We're just asking is all.
Following an old media battle plan has at least meant Yahoo! has so far avoided the $1bn lawsuit seas being navigated by Google and its video clip dump YouTube, which are accused to profiting from their freewheeling approach to copyright. Drury jumped to The Internet's defence on this one, insisting, "It's not free. There's an enormous amount of expense in developing the right tools that make people want to use it. Our hosting costs for video are absolutely enormous. It is incumbent on us to make sure we monetize those places."
"People think these things are free and that Myspace and Bebo are operating their sites for altruistic reasons to allow me and my mates to chat. In fact, it's an enormous cost, and if you think about net neutrality, which they're talking about coming to the UK." Who are the mysterious they in this "debate"? Our recent report from Westminster Hall suggested the goblin would be stillborn in the UK, but Yahoo! is apparently still exercised by it. Drury said: "Maybe the ship has sailed, but it's what the government is thinking about, so maybe it hasn't."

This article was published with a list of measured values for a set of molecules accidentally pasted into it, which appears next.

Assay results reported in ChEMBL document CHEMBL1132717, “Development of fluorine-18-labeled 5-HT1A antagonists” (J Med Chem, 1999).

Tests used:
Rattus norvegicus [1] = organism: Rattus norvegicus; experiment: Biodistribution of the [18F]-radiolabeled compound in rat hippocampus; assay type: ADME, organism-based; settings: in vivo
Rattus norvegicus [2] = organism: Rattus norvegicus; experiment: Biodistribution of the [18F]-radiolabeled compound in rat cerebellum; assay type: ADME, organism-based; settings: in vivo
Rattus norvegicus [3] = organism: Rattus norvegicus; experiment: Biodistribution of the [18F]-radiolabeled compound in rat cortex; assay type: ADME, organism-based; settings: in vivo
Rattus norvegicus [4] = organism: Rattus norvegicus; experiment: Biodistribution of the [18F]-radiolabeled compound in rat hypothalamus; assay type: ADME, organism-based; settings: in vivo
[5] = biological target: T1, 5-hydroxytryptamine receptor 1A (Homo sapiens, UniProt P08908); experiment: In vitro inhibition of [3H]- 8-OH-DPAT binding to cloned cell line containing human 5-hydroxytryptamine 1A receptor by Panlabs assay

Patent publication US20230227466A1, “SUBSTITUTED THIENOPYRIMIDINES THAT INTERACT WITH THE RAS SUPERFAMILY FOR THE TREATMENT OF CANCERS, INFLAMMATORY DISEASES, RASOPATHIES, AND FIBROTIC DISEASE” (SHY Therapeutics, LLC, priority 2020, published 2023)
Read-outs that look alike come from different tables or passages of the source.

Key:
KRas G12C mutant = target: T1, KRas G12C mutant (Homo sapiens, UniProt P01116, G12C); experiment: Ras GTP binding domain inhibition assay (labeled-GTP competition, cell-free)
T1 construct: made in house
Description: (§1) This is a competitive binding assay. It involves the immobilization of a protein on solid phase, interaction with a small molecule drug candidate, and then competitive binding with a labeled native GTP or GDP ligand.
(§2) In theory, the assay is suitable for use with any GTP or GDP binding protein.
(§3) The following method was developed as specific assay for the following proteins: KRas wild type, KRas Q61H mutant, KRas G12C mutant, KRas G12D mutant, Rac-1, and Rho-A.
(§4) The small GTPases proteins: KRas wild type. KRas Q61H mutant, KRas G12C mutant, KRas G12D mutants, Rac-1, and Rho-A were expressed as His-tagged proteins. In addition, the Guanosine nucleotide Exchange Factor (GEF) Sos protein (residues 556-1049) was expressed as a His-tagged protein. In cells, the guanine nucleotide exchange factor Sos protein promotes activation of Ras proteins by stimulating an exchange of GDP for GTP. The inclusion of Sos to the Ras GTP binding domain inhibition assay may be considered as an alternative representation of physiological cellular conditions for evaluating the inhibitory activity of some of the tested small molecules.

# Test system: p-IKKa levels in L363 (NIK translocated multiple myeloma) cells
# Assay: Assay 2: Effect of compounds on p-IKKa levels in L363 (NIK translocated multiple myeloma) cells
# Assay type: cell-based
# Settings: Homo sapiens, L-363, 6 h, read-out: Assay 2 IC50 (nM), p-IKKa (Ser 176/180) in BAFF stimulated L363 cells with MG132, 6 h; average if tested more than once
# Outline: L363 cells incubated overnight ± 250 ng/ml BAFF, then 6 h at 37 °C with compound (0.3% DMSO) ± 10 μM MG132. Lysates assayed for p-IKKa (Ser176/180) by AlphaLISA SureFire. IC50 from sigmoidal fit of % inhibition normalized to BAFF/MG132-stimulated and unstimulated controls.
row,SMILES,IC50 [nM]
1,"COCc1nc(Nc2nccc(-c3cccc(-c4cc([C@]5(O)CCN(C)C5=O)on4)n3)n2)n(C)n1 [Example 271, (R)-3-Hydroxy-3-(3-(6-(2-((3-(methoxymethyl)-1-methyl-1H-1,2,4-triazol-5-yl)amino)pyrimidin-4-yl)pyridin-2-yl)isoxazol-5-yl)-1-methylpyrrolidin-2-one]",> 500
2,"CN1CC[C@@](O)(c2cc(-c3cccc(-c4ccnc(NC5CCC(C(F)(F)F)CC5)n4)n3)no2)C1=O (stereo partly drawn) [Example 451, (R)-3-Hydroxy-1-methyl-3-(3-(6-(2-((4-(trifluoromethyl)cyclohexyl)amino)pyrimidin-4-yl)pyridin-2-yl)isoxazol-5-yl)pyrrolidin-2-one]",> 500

Sub-Lawnmower Man philosophical meanderings aside, Yahoo! has had a more damaging controversy to ride in the last year, since its Chinese arm bowed to government demands for user data which landed dissidents in jail. Since it conjured a company line on the controversy, Yahoo! has maintained the same public stance as Google: the choice is not whether to comply with the Chinese government, but whether to operate in the country. It's an implicit "don't worry, we want to make money out of China too", aimed at investors.
Here's a new one on us, however. Drury said: "These dissidents, the reason they're dissidents is because they want to make news. If they hadn't been caught doing something on Yahoo!, they would have been caught handing out leaflets, or something else. In some ways, being connected with the Yahoo! name gets them more press around the world than anything else they would have done. I think it's a bit disingenuous of the people who are saying that it's all Yahoo!'s fault and that we're complicit with those governments: it's absolutely not where we're going."
We were about to ask whether Wang Xianoning would have got 10 years if his audience had been limited to leafleting , when we were cut off by Yahoo!'s PR minders. Hey, at least it's not a multibillion dollar multinational pretending to do no evil. ®